yerba buena by randomtruth
yerba buena by randomtruth

TheGardenLady received this question from Jessica.

I was wondering what you thought about Yerba buena. I discovered this plant today and love the lemony minty smell to it. I wanted to know if it’s a dorm friendly plant. I’ll be living in Mills College in Oakland, CA. I was thinking of buying a small bamboo shoot and another plant (yerba buena?). Maybe you can recommend other plants the do well in dorm rooms and has a nice fragrance (not to strong)? I also like plants that can be used for different things, like made into a tea to sooth the throat. Something like that.

Yerba buena is Spanish for good herb. Another common name is Oregon-tea. The Latin name is Satureja (savory) douglasii, sometimes called Clinopodium douglasii and is in the Lamiaceae or Mint family. The common name Yerba Buena has been applied to several species of mint, especially Spearmint (Mentha spicata), but in the West it generally refers to Sartureja douglasii.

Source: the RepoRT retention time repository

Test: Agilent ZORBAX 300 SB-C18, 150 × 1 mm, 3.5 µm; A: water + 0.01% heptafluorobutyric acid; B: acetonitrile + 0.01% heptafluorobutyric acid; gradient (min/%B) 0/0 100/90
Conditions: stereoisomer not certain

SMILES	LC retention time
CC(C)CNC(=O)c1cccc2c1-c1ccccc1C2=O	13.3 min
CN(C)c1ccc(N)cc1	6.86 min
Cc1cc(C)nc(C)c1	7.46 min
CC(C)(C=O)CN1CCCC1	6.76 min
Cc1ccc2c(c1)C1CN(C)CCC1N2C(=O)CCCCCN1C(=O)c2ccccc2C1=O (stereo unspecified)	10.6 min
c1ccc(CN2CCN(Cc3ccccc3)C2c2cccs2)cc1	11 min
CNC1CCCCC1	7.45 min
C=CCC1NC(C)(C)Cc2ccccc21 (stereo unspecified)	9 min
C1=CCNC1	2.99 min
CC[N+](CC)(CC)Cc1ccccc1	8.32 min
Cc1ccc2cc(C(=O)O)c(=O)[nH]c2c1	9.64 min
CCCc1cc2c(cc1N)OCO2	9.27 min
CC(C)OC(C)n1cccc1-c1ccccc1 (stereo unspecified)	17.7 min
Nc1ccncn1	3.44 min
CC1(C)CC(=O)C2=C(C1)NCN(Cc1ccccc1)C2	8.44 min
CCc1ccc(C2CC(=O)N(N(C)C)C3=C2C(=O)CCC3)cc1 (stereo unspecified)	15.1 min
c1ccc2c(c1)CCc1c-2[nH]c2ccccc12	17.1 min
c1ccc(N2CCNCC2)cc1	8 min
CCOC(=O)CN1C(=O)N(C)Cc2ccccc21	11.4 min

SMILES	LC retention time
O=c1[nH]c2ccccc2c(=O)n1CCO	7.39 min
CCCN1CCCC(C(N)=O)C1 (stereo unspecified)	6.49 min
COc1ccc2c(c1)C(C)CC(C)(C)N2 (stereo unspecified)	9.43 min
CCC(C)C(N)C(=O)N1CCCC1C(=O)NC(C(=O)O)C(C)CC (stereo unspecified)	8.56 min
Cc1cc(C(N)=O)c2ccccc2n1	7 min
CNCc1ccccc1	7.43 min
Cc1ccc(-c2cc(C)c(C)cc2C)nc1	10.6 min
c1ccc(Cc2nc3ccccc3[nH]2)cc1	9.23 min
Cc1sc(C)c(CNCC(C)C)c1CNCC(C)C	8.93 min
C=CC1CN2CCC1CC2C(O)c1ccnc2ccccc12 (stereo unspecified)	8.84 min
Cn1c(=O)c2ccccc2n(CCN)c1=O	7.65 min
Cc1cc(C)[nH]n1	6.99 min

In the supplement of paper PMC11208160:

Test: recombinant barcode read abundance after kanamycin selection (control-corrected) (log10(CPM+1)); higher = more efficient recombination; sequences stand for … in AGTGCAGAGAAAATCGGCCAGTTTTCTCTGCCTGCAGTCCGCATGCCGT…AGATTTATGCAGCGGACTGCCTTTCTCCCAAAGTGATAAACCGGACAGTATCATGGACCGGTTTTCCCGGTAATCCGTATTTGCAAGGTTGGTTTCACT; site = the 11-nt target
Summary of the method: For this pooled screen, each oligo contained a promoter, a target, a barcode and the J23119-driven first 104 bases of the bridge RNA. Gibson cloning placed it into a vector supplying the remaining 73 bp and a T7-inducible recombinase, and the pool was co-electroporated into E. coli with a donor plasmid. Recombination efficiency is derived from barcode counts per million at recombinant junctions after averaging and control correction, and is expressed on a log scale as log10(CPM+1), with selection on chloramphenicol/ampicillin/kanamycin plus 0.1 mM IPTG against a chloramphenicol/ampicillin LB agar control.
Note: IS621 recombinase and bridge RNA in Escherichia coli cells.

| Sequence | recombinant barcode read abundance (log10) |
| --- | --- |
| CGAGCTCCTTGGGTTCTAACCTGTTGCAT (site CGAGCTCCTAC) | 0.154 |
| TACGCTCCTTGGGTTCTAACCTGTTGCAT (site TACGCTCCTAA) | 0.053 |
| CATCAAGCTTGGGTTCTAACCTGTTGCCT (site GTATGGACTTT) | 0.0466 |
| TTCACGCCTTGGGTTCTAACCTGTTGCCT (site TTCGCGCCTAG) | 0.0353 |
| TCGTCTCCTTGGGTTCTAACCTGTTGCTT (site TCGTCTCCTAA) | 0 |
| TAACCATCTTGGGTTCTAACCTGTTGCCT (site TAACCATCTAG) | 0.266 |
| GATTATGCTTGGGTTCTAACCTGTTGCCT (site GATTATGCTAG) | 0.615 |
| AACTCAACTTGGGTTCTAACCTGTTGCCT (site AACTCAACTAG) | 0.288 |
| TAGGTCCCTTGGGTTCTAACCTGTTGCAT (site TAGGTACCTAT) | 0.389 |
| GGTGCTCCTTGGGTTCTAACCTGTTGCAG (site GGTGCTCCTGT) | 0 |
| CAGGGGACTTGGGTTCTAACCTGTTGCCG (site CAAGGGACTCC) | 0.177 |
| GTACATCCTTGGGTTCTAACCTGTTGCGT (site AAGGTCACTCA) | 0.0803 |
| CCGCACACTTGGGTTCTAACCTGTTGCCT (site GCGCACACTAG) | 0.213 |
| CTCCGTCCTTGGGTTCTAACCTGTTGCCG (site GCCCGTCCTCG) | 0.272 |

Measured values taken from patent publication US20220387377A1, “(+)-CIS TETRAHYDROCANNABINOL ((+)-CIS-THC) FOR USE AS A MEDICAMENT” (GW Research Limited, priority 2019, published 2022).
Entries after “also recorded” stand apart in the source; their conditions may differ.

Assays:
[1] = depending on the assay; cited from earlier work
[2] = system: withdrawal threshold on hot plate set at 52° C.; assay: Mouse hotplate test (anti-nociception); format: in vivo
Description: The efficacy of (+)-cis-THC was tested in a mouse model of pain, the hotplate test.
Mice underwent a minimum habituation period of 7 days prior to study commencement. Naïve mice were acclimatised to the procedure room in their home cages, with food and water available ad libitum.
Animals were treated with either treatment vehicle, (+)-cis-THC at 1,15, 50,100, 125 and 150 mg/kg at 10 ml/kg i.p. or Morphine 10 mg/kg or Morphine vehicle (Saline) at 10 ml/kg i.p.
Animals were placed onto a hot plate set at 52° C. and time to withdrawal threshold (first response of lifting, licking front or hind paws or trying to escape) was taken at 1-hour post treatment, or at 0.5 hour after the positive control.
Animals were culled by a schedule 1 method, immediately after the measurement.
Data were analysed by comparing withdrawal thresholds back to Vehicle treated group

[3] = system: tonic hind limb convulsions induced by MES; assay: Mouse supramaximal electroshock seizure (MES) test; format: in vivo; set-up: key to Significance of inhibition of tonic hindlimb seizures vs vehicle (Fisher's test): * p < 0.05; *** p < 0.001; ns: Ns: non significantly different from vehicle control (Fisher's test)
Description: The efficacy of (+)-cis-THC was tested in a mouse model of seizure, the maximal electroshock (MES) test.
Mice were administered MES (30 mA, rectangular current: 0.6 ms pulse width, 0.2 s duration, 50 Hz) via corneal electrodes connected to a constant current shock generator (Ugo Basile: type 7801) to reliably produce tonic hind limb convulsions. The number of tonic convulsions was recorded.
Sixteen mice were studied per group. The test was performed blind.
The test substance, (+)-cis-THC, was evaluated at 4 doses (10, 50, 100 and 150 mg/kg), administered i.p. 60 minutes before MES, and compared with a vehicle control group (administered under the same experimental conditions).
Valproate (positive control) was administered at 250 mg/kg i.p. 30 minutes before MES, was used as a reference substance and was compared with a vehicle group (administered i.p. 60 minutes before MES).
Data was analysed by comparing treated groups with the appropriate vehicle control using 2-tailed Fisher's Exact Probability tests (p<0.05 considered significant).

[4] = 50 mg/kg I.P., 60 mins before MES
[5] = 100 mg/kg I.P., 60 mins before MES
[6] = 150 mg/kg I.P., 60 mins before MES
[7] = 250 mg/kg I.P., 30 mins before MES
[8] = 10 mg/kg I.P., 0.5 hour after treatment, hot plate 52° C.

Sartureja douglassi is native to western N. America. It grows in redwood forests and was much used by tribes in the Pacific Northwest. It needs moist, sandy, slightly acid loam and partial shade when grown outdoors. It is used as a trailing plant for the front of window boxes and hanging baskets in semi-shade. TheGardenLady has never heard of it’s being used as an indoor plant, but since most mints will grow indoors, give it a try. Just know that it is a creeping perennial that likes to spread up to 6 ft. across. So give it a big pot, put it in a window with good light but not sun and keep the soil moist. If you are lucky, you will be able to make a mild tea from the leaves.